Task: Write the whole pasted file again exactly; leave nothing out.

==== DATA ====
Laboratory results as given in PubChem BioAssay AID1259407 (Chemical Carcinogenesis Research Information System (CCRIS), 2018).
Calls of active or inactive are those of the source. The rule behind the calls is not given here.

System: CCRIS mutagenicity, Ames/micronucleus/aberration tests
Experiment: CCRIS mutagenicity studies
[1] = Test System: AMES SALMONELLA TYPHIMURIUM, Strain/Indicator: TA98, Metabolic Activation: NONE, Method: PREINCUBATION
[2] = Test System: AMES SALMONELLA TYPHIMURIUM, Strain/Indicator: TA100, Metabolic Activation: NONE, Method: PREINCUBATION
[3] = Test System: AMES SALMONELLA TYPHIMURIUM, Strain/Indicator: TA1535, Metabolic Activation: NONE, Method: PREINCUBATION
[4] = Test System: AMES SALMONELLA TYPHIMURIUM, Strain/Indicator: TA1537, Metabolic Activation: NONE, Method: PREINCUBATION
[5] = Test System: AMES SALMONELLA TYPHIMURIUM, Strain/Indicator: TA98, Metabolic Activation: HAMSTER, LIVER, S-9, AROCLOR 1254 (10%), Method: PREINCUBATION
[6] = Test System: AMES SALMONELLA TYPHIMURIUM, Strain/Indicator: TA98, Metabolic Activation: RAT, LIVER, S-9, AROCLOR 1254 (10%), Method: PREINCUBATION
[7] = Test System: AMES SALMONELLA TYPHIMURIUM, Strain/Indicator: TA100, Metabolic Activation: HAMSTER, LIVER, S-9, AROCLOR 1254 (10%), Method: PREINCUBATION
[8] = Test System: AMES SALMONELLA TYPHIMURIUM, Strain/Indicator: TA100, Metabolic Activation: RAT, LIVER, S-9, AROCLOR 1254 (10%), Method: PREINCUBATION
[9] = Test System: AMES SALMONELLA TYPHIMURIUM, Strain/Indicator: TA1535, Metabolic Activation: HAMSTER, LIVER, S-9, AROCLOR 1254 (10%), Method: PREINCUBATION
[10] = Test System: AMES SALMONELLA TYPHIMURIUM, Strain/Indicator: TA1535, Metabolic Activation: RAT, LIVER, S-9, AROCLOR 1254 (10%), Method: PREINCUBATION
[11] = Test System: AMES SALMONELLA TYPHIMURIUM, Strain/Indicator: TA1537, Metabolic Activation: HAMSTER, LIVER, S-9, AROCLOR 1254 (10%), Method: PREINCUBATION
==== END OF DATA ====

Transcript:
Laboratory results as given in PubChem BioAssay AID1259407 (Chemical Carcinogenesis Research Information System (CCRIS), 2018).
Calls of active or inactive are those of the source. The rule behind the calls is not given here.

System: CCRIS mutagenicity, Ames/micronucleus/aberration tests
Experiment: CCRIS mutagenicity studies
[1] = Test System: AMES SALMONELLA TYPHIMURIUM, Strain/Indicator: TA98, Metabolic Activation: NONE, Method: PREINCUBATION
[2] = Test System: AMES SALMONELLA TYPHIMURIUM, Strain/Indicator: TA100, Metabolic Activation: NONE, Method: PREINCUBATION
[3] = Test System: AMES SALMONELLA TYPHIMURIUM, Strain/Indicator: TA1535, Metabolic Activation: NONE, Method: PREINCUBATION
[4] = Test System: AMES SALMONELLA TYPHIMURIUM, Strain/Indicator: TA1537, Metabolic Activation: NONE, Method: PREINCUBATION
[5] = Test System: AMES SALMONELLA TYPHIMURIUM, Strain/Indicator: TA98, Metabolic Activation: HAMSTER, LIVER, S-9, AROCLOR 1254 (10%), Method: PREINCUBATION
[6] = Test System: AMES SALMONELLA TYPHIMURIUM, Strain/Indicator: TA98, Metabolic Activation: RAT, LIVER, S-9, AROCLOR 1254 (10%), Method: PREINCUBATION
[7] = Test System: AMES SALMONELLA TYPHIMURIUM, Strain/Indicator: TA100, Metabolic Activation: HAMSTER, LIVER, S-9, AROCLOR 1254 (10%), Method: PREINCUBATION
[8] = Test System: AMES SALMONELLA TYPHIMURIUM, Strain/Indicator: TA100, Metabolic Activation: RAT, LIVER, S-9, AROCLOR 1254 (10%), Method: PREINCUBATION
[9] = Test System: AMES SALMONELLA TYPHIMURIUM, Strain/Indicator: TA1535, Metabolic Activation: HAMSTER, LIVER, S-9, AROCLOR 1254 (10%), Method: PREINCUBATION
[10] = Test System: AMES SALMONELLA TYPHIMURIUM, Strain/Indicator: TA1535, Metabolic Activation: RAT, LIVER, S-9, AROCLOR 1254 (10%), Method: PREINCUBATION
[11] = Test System: AMES SALMONELLA TYPHIMURIUM, Strain/Indicator: TA1537, Metabolic Activation: HAMSTER, LIVER, S-9, AROCLOR 1254 (10%), Method: PREINCUBATION